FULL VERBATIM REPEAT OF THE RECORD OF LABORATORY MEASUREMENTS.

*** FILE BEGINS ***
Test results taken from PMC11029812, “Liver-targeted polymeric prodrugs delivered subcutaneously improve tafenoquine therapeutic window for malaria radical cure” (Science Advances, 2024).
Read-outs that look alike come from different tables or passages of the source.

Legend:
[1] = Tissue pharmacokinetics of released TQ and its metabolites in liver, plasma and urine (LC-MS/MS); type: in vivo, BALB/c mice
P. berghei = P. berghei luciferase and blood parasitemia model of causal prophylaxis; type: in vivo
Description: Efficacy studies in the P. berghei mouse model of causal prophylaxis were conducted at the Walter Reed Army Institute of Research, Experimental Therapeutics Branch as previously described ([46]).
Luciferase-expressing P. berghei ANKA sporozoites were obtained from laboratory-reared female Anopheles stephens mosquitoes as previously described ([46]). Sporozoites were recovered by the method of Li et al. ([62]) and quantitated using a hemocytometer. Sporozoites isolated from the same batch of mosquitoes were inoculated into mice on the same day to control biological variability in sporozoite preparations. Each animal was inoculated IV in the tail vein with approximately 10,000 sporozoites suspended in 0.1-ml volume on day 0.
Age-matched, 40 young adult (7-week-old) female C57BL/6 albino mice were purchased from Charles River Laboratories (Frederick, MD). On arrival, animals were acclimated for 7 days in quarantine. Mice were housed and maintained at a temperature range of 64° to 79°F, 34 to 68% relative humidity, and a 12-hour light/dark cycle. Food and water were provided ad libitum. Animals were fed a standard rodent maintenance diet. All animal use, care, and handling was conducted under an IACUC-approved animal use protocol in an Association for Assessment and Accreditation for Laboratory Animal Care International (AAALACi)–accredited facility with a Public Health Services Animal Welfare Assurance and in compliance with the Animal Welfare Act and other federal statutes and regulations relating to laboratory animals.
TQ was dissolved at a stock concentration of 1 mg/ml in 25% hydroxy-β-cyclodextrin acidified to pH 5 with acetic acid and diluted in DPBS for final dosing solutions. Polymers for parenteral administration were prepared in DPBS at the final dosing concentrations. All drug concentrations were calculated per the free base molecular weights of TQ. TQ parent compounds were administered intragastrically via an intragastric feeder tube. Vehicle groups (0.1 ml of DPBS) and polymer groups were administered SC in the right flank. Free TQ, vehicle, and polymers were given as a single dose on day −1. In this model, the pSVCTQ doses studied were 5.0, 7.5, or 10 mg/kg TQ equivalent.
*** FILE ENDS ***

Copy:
Test results taken from PMC11029812, “Liver-targeted polymeric prodrugs delivered subcutaneously improve tafenoquine therapeutic window for malaria radical cure” (Science Advances, 2024).
Read-outs that look alike come from different tables or passages of the source.

Legend:
[1] = Tissue pharmacokinetics of released TQ and its metabolites in liver, plasma and urine (LC-MS/MS); type: in vivo, BALB/c mice
P. berghei = P. berghei luciferase and blood parasitemia model of causal prophylaxis; type: in vivo
Description: Efficacy studies in the P. berghei mouse model of causal prophylaxis were conducted at the Walter Reed Army Institute of Research, Experimental Therapeutics Branch as previously described ([46]).
Luciferase-expressing P. berghei ANKA sporozoites were obtained from laboratory-reared female Anopheles stephens mosquitoes as previously described ([46]). Sporozoites were recovered by the method of Li et al. ([62]) and quantitated using a hemocytometer. Sporozoites isolated from the same batch of mosquitoes were inoculated into mice on the same day to control biological variability in sporozoite preparations. Each animal was inoculated IV in the tail vein with approximately 10,000 sporozoites suspended in 0.1-ml volume on day 0.
Age-matched, 40 young adult (7-week-old) female C57BL/6 albino mice were purchased from Charles River Laboratories (Frederick, MD). On arrival, animals were acclimated for 7 days in quarantine. Mice were housed and maintained at a temperature range of 64° to 79°F, 34 to 68% relative humidity, and a 12-hour light/dark cycle. Food and water were provided ad libitum. Animals were fed a standard rodent maintenance diet. All animal use, care, and handling was conducted under an IACUC-approved animal use protocol in an Association for Assessment and Accreditation for Laboratory Animal Care International (AAALACi)–accredited facility with a Public Health Services Animal Welfare Assurance and in compliance with the Animal Welfare Act and other federal statutes and regulations relating to laboratory animals.
TQ was dissolved at a stock concentration of 1 mg/ml in 25% hydroxy-β-cyclodextrin acidified to pH 5 with acetic acid and diluted in DPBS for final dosing solutions. Polymers for parenteral administration were prepared in DPBS at the final dosing concentrations. All drug concentrations were calculated per the free base molecular weights of TQ. TQ parent compounds were administered intragastrically via an intragastric feeder tube. Vehicle groups (0.1 ml of DPBS) and polymer groups were administered SC in the right flank. Free TQ, vehicle, and polymers were given as a single dose on day −1. In this model, the pSVCTQ doses studied were 5.0, 7.5, or 10 mg/kg TQ equivalent.